You will need a jig saw with a fine toothed wood cutting blade, some 3/4 inch thick plywood. Place the lens down on a piece of paper (face down) and trace the outline of the filter ring. Transfer the tracing to the plywood and cut out the circle, then cut the plywood minus the circle in half and secure the halves to another piece of plywood. These two halves become the anvil/cradle for the lens to rest on and secured to. Get some wooden chopsticks or popsicle sticks and sand down one tip to conform to the inner filter ring, place the contoured tip against the damaged filter ring secured to the plywood cradle and gently start tapping the dent out. Whatever you do, don't try to tap it out all at once. Depending on the extent of the damage you might tap the centre of the damaged ring a few times then on either ends of the damaged ring, and gradually move the tapping action to the centre. It's going to take a lot of patience and time on your part tapping on the damaged ring but eventually you will have a serviceable filter mount again.

Hope this helps,

09-18-2011, 11:31 AM   #5
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Thanks for your replies. I already read about the 'tapping out' method but I have some worries concerning my skills and patience.

@Hypocorism:
Sadly, it's no typo. I damaged my SMC Pentax 1:1.2 50 mm lens... That's why I haven't started a brute force repair attempt resulting in total loss. Tomorrow I'll check what the local camera store will take for the repair. Regarding your syntax theory I'm not sure if I should be worried (that I've been so bad that it hit my K50) or happy (that it didn't hit my FA* 85 mm).

I just noticed an other thing: The lens makes a rattling noise when shaken. Sounds like the aperture. Didn't noticed/checked that before the accident. Now I'm worried that is an other consequence of the fall. I took some photos with the lens and so far it seems to work fine.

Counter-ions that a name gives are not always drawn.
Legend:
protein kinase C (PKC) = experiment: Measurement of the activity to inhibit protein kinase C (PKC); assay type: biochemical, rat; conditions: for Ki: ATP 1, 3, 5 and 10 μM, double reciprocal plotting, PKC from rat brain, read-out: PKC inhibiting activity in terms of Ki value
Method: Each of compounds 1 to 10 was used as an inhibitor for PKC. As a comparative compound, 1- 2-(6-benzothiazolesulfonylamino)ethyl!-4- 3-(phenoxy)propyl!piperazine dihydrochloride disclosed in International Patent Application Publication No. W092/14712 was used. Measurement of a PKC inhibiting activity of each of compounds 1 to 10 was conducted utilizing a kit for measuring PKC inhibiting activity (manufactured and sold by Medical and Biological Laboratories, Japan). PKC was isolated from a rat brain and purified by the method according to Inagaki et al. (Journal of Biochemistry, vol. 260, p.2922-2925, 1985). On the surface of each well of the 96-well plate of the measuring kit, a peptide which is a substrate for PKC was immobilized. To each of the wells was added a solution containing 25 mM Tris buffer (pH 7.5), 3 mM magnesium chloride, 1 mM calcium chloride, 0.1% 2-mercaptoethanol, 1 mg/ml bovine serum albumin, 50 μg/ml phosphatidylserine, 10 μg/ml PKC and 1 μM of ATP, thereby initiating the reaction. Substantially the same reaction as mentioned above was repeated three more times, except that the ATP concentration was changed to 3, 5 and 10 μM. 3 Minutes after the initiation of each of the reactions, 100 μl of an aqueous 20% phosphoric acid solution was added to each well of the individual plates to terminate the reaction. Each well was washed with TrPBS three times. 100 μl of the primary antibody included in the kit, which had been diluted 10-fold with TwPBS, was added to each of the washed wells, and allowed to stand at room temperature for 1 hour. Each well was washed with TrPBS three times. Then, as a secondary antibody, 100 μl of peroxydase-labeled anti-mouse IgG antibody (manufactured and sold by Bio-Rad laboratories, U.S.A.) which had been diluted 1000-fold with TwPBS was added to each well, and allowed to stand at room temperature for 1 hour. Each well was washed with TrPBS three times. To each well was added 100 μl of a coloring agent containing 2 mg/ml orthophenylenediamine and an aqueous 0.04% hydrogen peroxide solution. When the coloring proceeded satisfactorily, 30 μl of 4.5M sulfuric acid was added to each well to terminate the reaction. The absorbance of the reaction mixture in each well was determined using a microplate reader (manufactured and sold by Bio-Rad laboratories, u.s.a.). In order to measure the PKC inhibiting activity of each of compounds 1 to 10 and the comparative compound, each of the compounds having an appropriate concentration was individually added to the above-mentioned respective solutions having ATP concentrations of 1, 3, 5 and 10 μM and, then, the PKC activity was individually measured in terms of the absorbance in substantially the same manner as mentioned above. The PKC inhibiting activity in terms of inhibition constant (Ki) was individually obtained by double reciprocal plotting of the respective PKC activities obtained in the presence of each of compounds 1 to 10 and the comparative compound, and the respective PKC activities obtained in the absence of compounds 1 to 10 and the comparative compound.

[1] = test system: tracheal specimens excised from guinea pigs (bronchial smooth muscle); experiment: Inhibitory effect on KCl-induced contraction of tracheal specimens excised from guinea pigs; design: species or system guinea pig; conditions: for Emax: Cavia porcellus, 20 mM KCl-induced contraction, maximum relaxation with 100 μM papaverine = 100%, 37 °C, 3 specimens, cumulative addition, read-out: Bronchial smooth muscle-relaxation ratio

09-18-2011, 11:43 AM   #6
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I have one similar to that and I've never been able to make it work. The difference between that one and mine is mine has a different crank mechanism. One that some real torque can be applied to. Not a wingnut.

09-18-2011, 01:29 PM   #7
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QuoteOriginally posted by Davidw0815 Quote
Thanks for your replies. I already read about the 'tapping out' method but I have some worries concerning my skills and patience.
You don't need much skill to hammer gently with a small mallet on top of a wooden stick. As for patience, it's the difference between mucking up a $400.00~500.00 lens or saving it. Everything really hinges upon how well you cut out the half circle cradle/anvil. If the cut is too small, there can be a void under the part of the ring to be hammered and if the cut is too large, the lens cannot be secured as easily and the lens can roll around if your hammering action is not perpendicular to the damaged area. I'd wager a lens service person will probably end up doing what I've described to fix the bent filter ring, instead of using that tool because it took a heavy impact to damage the filter ring and it will take lots of small impacts to straighten the ring to a reasonable facsimile of it's original state.

If you were in my area, I'd be glad to do it for you for no fee except it will take a few weeks because I will 'test' the lens very thoroughly to make sure it's been fixed.
09-18-2011, 02:50 PM   #8
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QuoteOriginally posted by excanonfd Quote
You don't need much skill to hammer gently with a small mallet on top of a wooden stick.
Seems easy the way you describe it. I'm going to build the cradle and depending how well it fits I'll give it a try.
If I were anywhere near Vancouver I would gratefully give the lens to you for the repair - even if it takes several weeks. It's a really great lens - fast, sharp, great bokeh, fun to use and did I mention fast?

09-18-2011, 06:55 PM   #9
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I've undented a few dents but never on anything that costly. Depending on the size of the dent, I alternate between using pliers (of appropriate width) with heavy cloth over the ends, and tapping a dowel or cut-off broom-handle with a hammer. The pliers to get the shape about right; the dowel-hammering to get the rounding right.